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Does Bingeing Affect Earnings?

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  • PREETY SRIVASTAVA

Abstract

Both anecdotal and empirical lines of evidence have pointed out that frequent binge drinking has far more serious consequences than occasional bingeing. As a result, a lower penalty for heavy drinking will be estimated by combining the heavy bingers with individuals who binge on rare occasions and are not necessarily less productive. This article explores the drinking–earnings relationship based on a finer distinction between frequent and occasional bingeing, and an extension to female subjects. It finds that frequent bingers experience reduced earnings whereas non-bingers and occasional bingers earn a positive premium over abstainers.

Suggested Citation

  • Preety Srivastava, 2010. "Does Bingeing Affect Earnings?," The Economic Record, The Economic Society of Australia, vol. 86(275), pages 578-595, December.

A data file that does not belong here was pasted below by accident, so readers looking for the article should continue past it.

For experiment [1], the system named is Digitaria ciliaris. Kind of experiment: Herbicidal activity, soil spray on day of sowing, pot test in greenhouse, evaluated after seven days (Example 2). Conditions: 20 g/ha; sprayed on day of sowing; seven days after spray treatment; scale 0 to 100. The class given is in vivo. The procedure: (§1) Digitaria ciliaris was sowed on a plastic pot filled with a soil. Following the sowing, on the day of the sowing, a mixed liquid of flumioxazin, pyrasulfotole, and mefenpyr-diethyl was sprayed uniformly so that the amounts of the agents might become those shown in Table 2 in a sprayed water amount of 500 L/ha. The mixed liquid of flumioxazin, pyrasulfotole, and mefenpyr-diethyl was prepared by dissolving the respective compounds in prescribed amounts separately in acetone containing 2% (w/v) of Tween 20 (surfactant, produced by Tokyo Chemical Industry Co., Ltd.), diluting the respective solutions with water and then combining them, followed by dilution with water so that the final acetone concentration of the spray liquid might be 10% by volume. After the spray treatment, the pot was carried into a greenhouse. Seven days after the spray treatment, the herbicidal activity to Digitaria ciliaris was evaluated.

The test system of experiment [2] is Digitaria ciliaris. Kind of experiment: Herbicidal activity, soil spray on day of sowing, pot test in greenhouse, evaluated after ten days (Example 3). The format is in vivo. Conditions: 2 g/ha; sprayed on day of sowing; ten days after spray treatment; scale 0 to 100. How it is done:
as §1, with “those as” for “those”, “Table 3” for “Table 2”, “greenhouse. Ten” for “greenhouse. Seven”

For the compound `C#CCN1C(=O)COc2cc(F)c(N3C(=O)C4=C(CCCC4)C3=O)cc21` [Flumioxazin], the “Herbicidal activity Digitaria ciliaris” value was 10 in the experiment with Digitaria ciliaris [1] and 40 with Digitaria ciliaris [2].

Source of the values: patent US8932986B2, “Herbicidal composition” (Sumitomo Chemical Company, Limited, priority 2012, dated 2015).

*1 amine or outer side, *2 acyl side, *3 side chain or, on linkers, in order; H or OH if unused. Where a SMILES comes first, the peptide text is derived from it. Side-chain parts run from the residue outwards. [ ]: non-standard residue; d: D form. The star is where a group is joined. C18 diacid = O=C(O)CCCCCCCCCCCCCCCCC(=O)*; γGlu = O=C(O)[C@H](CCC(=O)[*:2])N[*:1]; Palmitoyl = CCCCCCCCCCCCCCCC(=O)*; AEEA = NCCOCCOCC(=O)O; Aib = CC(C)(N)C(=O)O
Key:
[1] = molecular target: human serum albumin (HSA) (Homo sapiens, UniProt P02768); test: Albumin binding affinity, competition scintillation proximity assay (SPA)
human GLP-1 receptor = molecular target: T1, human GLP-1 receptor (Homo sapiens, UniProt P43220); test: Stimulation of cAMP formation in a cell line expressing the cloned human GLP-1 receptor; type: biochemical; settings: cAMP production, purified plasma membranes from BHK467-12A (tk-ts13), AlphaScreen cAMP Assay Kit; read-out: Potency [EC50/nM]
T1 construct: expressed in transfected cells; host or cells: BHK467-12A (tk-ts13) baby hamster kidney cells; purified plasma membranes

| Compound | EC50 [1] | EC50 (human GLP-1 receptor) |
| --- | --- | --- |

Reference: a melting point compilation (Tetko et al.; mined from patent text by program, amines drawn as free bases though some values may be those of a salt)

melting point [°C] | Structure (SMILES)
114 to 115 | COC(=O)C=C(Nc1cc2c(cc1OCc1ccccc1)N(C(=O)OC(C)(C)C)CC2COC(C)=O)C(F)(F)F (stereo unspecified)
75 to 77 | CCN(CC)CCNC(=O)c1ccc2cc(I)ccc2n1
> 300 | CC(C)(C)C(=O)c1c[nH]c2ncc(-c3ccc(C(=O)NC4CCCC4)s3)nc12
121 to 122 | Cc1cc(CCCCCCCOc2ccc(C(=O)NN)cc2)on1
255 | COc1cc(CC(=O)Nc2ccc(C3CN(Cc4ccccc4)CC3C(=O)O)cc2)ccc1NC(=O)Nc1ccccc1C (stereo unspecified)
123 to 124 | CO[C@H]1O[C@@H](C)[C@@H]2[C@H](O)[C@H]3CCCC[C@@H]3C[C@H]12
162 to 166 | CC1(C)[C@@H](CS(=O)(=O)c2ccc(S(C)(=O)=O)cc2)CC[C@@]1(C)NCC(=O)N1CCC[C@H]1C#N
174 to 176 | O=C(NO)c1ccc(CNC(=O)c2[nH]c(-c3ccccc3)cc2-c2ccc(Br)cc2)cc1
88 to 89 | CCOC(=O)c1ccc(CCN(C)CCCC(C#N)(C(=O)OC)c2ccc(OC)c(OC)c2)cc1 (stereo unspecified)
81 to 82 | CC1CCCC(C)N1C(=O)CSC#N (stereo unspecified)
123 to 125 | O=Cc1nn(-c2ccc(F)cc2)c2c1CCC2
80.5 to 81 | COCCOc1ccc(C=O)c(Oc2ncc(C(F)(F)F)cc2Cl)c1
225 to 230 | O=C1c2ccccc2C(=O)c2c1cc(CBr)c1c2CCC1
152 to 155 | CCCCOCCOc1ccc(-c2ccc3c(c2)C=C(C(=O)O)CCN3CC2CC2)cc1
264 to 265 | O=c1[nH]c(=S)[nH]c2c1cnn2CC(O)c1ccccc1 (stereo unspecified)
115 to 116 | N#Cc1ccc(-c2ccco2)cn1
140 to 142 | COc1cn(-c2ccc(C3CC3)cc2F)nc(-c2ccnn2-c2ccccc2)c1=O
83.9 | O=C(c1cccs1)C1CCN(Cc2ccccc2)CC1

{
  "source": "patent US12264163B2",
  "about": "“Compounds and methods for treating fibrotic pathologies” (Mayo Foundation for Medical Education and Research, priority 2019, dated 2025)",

• Handle: RePEc:bla:ecorec:v:86:y:2010:i:275:p:578-595
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    File URL: http://hdl.handle.net/10.1111/j.1475-4932.2010.00638.x
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    References listed on IDEAS

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    Cited by:

    1. Preety Srivastava & Xueyan Zhao, 2010. "What Do the Bingers Drink? Micro-Unit Evidence on Negative Externalities and Drinker Characteristics of Alcohol Consumption by Beverage Types," Economic Papers, The Economic Society of Australia, vol. 29(2), pages 229-250, June.
    2. Preety Srivastava & Xueyan Zhao, 2010. "What Do the Bingers Drink? Microeconometric Evidence on Negative Externatilities of Alcohol Consumption by Beverage Types," Monash Econometrics and Business Statistics Working Papers 1/10, Monash University, Department of Econometrics and Business Statistics.

    More about this item

    Keywords

    C3 ; D1 ; I1 ;

    JEL classification:

    • C3 - Mathematical and Quantitative Methods - - Multiple or Simultaneous Equation Models; Multiple Variables
    • D1 - Microeconomics - - Household Behavior
    • I1 - Health, Education, and Welfare - - Health

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